by Ben Quinn The Guardian, posted 10 09 2017
The week before Christmas, and a party at one sales firm in the City of London turned out to be “somewhat eventful”. Two members of staff were ejected – in full view of their colleagues and the directors – after being caught snorting lines of cocaine in a toilet cubicle.
Looking back, a senior employee recalls his surprise days later when the same directors made it known that nothing would be said to those involved, let alone any action taken. “I was somewhat perplexed and asked why, because I thought it would send the wrong message – that we condone drug use,” he said. “They answered: ‘We were in the other cubicle moments before doing the same thing – so how can we discipline anyone?’ ”
For the employee, who wishes to remain anonymous, the story is characteristic of a culture that continues to turn a blind eye to what he calls the “rife” use of cocaine in London’s financial district.
It is a view shared by Tony Saggers, recently departed head of drug strategy at the National Crime Agency (NCA), who is challenging big businesses to talk more openly about their employees’ use of cocaine. He wants companies to establish social responsibility schemes aimed at educating workers about the health risks of cocaine, the toll the trade takes on poor producer countries, and the way the proceeds subsidise slavery and trafficking.
“I am a little bit of a cynic but I think sometimes the commercial nature of industry means they can’t afford to be too ethical with regards to what their staff are doing,” Saggers says. “From a reputation point of view, of course they will say that they have a zero tolerance attitude towards drug use, but what does that really mean?
“My main thought – and I have just had my wings unclipped in terms of leaving the NCA – is: at what point will brands really start to put something in place that says they want to minimise or mitigate their contribution to the sort of outcomes people like me have been warning them about for years?”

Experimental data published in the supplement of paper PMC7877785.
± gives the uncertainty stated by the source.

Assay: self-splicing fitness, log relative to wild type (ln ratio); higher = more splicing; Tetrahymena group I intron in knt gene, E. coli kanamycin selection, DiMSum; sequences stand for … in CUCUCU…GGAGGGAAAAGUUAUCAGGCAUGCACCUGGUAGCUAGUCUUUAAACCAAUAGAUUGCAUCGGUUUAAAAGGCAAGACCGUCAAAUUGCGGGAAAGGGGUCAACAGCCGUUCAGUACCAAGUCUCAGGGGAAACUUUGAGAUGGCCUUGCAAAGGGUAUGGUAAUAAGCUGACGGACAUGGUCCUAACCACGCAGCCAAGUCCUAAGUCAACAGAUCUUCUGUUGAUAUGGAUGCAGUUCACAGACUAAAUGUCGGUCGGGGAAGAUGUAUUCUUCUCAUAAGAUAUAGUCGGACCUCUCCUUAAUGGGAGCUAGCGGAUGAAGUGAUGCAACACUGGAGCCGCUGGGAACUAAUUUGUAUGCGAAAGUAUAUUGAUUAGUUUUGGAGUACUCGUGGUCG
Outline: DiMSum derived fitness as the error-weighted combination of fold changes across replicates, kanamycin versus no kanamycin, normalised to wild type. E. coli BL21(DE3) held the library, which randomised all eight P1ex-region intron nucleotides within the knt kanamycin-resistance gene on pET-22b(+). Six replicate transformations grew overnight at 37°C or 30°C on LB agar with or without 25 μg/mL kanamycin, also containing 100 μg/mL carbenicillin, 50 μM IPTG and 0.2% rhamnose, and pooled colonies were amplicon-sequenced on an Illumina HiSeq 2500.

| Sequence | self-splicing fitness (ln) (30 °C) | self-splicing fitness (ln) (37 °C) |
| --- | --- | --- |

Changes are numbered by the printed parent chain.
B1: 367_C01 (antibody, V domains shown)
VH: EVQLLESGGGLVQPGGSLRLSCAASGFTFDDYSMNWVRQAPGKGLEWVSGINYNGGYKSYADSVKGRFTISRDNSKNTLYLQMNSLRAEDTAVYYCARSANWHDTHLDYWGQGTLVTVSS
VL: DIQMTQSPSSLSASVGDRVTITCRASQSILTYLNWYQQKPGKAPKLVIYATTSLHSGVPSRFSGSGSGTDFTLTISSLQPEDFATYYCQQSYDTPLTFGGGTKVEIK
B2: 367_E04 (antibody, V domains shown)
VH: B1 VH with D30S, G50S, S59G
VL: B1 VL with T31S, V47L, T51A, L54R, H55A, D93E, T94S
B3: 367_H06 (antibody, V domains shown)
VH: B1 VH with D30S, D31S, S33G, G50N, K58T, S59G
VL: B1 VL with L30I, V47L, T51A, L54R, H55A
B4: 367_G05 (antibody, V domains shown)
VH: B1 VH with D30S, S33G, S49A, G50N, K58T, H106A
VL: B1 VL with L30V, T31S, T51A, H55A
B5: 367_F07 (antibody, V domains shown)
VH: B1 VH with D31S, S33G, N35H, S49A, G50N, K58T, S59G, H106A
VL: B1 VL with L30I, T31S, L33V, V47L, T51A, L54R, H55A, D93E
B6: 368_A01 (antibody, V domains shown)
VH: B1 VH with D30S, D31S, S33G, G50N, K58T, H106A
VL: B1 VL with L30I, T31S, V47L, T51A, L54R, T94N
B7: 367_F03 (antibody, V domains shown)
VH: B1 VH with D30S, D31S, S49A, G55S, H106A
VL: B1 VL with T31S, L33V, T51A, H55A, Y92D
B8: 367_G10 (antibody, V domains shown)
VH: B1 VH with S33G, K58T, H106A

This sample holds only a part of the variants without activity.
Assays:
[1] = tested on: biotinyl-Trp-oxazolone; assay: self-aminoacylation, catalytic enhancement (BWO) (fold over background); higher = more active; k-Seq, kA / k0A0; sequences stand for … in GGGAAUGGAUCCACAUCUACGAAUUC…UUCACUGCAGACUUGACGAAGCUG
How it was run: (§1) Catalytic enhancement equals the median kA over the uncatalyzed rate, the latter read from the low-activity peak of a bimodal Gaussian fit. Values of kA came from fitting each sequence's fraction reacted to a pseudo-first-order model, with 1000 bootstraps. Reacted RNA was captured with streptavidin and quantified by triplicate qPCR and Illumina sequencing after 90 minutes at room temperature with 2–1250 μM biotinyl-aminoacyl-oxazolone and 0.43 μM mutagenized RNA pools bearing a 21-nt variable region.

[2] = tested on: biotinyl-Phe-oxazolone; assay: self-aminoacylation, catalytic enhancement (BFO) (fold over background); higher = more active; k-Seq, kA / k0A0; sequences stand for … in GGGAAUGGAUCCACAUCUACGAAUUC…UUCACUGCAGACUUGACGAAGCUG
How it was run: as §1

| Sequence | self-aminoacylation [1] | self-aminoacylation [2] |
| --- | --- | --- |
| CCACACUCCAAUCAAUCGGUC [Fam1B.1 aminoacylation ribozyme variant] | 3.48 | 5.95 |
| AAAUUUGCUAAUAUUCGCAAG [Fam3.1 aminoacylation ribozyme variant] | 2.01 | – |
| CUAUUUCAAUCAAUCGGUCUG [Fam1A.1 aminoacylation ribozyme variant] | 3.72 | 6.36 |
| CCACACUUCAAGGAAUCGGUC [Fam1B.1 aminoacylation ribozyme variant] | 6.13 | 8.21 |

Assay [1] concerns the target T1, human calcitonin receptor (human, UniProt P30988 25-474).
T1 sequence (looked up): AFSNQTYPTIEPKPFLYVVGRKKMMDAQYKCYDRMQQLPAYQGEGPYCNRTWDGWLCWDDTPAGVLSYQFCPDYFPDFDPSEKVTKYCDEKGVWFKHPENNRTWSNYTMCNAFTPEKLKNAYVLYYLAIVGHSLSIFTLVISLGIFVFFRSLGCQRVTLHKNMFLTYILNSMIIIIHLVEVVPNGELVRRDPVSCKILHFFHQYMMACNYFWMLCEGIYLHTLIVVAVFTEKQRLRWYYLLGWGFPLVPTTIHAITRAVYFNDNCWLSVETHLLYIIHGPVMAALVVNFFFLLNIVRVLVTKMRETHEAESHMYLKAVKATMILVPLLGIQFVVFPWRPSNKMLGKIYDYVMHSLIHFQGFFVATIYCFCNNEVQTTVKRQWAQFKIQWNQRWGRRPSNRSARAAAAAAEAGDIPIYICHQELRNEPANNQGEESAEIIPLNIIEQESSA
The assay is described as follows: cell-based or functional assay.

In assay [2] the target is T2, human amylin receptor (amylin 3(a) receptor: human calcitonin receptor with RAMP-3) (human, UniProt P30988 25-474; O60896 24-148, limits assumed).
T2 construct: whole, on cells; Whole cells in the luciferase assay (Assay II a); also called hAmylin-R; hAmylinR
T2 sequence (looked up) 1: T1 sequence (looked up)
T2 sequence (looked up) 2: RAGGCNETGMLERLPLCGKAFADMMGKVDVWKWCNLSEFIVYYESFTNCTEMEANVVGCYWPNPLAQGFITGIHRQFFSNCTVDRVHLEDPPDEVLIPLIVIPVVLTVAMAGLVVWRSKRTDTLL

The statistics are stark. Cocaine use among young British adults (4.2% of the population) is more than double the European average, according to the Organisation for Economic Co-operation and Development, and the amount of the drug seized by police and border officials surged to its highest level in more than a decade in 2015-16, when 4,228kg of the class A drug was confiscated in England and Wales. Home Office data published in August for the third quarter of last year indicates that seizures for 2016-17 will have been higher again.
Usage permeates a social demographic that includes the middle classes and those on lower incomes, according to government drugs advisers. But while Hollywood narratives such as The Wolf of Wall Street continue to feed the work-hard-play-hard stereotype, the reality is that addiction is a very real problem among salaried professionals such as those in the Square Mile. City officials have admitted that there is “a particular risk-taking culture that may contribute to the development of health issues and addictions”.
A 2014 review by the City of London Corporation, the local authority for the Square Mile, said of its drug and alcohol services: “In terms of prevention and awareness-raising activities, attitudinal research shows that City workers do not like to admit that they have relinquished control.”
Little has changed since then, according to Richard Kingdon, an addiction specialist based in the City, who says the typical attitude of employers to drug use is still to ignore the problem. “Cocaine use is illegal, so a lot of people won’t go to their human resources department, and especially now that there is also a climate of fear in the City,” says Kingdon, who runs the City Beacon drugs and alcohol clinic in the Square Mile. “As long as you are pulling the money in, they just turn a blind eye. These organisations do not want negative publicity.”